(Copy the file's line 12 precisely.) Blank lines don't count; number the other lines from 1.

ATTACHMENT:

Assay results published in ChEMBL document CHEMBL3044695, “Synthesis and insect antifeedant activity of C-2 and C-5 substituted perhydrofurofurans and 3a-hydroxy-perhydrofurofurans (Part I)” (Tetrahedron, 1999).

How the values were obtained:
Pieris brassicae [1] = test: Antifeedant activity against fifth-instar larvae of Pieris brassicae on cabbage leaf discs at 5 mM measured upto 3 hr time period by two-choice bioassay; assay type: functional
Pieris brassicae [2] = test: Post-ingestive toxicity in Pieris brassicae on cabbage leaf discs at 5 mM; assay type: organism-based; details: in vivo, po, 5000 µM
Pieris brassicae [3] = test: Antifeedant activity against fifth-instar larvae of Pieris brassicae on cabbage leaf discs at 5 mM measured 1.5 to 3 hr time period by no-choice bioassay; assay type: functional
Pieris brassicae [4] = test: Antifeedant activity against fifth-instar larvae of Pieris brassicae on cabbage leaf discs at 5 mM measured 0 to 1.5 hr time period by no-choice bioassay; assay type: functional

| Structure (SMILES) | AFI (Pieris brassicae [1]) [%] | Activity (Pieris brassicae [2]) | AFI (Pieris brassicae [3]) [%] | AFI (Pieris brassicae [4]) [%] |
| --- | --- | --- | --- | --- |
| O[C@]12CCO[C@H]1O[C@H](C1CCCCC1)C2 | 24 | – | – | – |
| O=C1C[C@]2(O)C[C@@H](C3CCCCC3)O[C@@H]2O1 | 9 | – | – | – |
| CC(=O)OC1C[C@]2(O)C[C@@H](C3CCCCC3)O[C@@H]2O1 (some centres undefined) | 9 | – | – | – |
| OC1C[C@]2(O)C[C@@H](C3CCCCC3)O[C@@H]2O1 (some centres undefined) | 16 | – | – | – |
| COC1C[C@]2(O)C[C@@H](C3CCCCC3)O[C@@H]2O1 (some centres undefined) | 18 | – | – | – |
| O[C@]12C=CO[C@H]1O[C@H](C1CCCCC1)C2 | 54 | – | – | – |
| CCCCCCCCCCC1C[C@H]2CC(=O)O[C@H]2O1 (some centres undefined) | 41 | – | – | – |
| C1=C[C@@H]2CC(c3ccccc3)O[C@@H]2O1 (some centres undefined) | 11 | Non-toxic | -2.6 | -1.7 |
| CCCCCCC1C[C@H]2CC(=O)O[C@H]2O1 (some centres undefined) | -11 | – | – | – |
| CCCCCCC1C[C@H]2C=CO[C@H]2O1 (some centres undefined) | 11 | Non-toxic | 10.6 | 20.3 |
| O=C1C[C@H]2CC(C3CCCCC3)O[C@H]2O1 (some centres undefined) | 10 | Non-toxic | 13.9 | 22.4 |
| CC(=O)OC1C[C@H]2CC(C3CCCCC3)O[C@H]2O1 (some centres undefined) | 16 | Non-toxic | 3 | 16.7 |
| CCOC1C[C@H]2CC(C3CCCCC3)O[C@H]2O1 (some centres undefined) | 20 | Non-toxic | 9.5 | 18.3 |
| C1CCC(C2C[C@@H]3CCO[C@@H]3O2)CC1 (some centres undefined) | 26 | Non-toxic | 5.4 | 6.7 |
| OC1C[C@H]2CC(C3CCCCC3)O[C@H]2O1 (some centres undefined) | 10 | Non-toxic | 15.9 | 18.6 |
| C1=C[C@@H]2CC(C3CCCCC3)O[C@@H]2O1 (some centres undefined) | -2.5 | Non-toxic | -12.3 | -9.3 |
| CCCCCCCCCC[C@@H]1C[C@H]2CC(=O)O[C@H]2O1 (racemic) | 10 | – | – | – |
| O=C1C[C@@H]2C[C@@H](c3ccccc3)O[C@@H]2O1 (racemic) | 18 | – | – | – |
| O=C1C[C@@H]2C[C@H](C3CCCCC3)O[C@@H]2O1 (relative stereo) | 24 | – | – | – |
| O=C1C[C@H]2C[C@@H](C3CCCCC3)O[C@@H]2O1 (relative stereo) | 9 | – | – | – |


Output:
| OC1C[C@]2(O)C[C@@H](C3CCCCC3)O[C@@H]2O1 (some centres undefined) | 16 | – | – | – |